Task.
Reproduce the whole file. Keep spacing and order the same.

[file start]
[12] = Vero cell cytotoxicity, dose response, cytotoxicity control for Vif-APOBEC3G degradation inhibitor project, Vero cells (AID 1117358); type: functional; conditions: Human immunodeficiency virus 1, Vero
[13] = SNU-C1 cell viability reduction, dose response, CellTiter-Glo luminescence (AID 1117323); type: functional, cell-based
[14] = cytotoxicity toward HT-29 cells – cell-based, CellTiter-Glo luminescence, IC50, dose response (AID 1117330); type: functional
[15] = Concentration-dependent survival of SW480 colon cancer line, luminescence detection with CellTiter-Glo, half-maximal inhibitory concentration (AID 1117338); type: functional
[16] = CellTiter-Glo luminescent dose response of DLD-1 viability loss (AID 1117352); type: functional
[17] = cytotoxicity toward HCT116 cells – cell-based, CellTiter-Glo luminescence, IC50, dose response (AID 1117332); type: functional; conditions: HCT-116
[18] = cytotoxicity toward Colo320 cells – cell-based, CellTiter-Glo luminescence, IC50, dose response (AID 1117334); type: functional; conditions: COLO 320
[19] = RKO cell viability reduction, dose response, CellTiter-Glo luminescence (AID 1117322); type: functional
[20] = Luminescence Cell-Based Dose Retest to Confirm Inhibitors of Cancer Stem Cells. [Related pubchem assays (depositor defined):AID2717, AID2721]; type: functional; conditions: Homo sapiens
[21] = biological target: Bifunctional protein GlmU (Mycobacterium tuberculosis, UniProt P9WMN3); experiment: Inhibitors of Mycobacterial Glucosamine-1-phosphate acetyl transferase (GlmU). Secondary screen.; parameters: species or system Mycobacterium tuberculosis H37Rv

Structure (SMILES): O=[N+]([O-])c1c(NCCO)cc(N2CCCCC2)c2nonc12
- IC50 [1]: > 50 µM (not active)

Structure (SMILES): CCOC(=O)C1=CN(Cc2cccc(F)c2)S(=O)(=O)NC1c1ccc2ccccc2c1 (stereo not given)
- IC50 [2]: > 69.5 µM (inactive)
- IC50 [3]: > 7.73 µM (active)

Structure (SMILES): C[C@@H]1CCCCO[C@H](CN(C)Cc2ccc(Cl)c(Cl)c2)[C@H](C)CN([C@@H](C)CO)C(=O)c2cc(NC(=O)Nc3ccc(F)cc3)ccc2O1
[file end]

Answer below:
[12] = Vero cell cytotoxicity, dose response, cytotoxicity control for Vif-APOBEC3G degradation inhibitor project, Vero cells (AID 1117358); type: functional; conditions: Human immunodeficiency virus 1, Vero
[13] = SNU-C1 cell viability reduction, dose response, CellTiter-Glo luminescence (AID 1117323); type: functional, cell-based
[14] = cytotoxicity toward HT-29 cells – cell-based, CellTiter-Glo luminescence, IC50, dose response (AID 1117330); type: functional
[15] = Concentration-dependent survival of SW480 colon cancer line, luminescence detection with CellTiter-Glo, half-maximal inhibitory concentration (AID 1117338); type: functional
[16] = CellTiter-Glo luminescent dose response of DLD-1 viability loss (AID 1117352); type: functional
[17] = cytotoxicity toward HCT116 cells – cell-based, CellTiter-Glo luminescence, IC50, dose response (AID 1117332); type: functional; conditions: HCT-116
[18] = cytotoxicity toward Colo320 cells – cell-based, CellTiter-Glo luminescence, IC50, dose response (AID 1117334); type: functional; conditions: COLO 320
[19] = RKO cell viability reduction, dose response, CellTiter-Glo luminescence (AID 1117322); type: functional
[20] = Luminescence Cell-Based Dose Retest to Confirm Inhibitors of Cancer Stem Cells. [Related pubchem assays (depositor defined):AID2717, AID2721]; type: functional; conditions: Homo sapiens
[21] = biological target: Bifunctional protein GlmU (Mycobacterium tuberculosis, UniProt P9WMN3); experiment: Inhibitors of Mycobacterial Glucosamine-1-phosphate acetyl transferase (GlmU). Secondary screen.; parameters: species or system Mycobacterium tuberculosis H37Rv

Structure (SMILES): O=[N+]([O-])c1c(NCCO)cc(N2CCCCC2)c2nonc12
- IC50 [1]: > 50 µM (not active)

Structure (SMILES): CCOC(=O)C1=CN(Cc2cccc(F)c2)S(=O)(=O)NC1c1ccc2ccccc2c1 (stereo not given)
- IC50 [2]: > 69.5 µM (inactive)
- IC50 [3]: > 7.73 µM (active)

Structure (SMILES): C[C@@H]1CCCCO[C@H](CN(C)Cc2ccc(Cl)c(Cl)c2)[C@H](C)CN([C@@H](C)CO)C(=O)c2cc(NC(=O)Nc3ccc(F)cc3)ccc2O1